Puzzle Strike is related to Dominion in its buy-new-chips mechanics, but its attack and defense mechanics are more strongly tied to Super Puzzle Fighter II Turbo, the video game without a prequel. Puzzle Fighter has much of the same dynamic as Puzzle Strike: the closer you are to losing, the more ammunition you're holding.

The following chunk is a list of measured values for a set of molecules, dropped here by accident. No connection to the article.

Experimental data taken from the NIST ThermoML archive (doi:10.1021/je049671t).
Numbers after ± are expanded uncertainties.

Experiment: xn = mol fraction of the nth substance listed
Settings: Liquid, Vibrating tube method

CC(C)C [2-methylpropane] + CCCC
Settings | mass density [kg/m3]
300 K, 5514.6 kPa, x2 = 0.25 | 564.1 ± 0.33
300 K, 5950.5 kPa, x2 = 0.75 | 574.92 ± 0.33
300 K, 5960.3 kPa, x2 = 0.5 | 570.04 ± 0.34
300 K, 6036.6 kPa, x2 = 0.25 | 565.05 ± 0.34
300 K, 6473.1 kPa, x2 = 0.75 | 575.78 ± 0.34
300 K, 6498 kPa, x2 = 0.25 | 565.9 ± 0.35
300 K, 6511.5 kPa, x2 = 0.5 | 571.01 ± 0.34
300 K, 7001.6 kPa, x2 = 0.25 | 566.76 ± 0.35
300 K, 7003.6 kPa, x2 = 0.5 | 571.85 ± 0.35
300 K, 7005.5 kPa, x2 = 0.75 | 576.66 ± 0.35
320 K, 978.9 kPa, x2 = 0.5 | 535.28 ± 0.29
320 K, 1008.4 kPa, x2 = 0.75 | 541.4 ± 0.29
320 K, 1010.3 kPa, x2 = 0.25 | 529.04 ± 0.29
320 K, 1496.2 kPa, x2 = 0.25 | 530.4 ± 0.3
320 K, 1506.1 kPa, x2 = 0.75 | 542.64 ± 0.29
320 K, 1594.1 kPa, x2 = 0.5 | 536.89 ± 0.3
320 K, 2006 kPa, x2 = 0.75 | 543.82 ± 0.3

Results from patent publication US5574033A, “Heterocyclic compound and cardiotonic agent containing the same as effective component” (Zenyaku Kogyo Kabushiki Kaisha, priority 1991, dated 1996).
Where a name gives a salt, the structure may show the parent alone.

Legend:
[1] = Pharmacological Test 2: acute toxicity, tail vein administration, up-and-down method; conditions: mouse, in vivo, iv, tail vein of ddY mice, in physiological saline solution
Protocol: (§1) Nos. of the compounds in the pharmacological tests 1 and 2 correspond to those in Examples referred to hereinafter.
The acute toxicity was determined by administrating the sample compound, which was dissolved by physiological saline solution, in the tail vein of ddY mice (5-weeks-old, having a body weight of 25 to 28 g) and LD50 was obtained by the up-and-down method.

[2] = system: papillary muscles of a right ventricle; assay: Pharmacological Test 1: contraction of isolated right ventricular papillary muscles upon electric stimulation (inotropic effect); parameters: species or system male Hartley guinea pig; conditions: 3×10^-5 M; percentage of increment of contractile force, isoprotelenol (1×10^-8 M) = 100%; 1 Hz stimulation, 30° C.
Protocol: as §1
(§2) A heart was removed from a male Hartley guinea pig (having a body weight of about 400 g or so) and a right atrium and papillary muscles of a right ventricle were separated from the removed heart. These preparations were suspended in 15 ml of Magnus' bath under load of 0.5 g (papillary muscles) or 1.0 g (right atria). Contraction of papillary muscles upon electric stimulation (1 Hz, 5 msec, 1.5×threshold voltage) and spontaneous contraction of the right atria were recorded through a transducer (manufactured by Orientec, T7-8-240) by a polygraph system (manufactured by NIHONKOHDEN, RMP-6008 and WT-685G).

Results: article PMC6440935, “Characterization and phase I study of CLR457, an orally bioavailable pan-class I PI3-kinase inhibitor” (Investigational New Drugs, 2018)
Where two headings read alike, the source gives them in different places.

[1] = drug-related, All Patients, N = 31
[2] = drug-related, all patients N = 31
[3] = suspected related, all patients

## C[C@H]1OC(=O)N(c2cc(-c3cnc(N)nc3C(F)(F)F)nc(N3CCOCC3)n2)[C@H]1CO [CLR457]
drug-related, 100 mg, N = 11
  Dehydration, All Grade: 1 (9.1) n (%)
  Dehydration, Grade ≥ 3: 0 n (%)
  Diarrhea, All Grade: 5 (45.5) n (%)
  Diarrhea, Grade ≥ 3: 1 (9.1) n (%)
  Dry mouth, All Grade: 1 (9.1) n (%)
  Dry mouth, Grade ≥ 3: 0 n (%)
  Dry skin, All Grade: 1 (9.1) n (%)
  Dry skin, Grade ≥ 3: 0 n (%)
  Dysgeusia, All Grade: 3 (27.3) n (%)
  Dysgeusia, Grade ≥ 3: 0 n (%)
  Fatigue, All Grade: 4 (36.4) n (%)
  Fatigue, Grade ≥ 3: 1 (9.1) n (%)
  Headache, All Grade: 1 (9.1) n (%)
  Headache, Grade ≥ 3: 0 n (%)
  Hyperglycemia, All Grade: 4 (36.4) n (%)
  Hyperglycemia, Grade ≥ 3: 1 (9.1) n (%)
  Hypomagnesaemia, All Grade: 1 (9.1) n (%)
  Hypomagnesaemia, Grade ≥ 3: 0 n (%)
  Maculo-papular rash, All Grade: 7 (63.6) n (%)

I don't have any hard numbers to back me up about any first-player advantage, but this article about slippery slope vs. perpetual comeback (written by someone involved in the creation of both Puzzle Strike and Puzzle Fighter) puts Puzzle Fighter firmly on the "perpetual comeback" side of the scale: being close to death is also being close to launching a huge attack on your opponent. Winning isn't about slowly wearing down your opponent and forcing them to jump on a slippery slope of "losing = less resources" (such as in an attack-heavy game of Dominion). Instead, winning Puzzle Strike or Puzzle Fighter is about getting in the last, largest attack. Going first isn't quite irrelevant in that case, but winning is more about taking advantage of the current board state than buying cards one turn ahead of your opponents.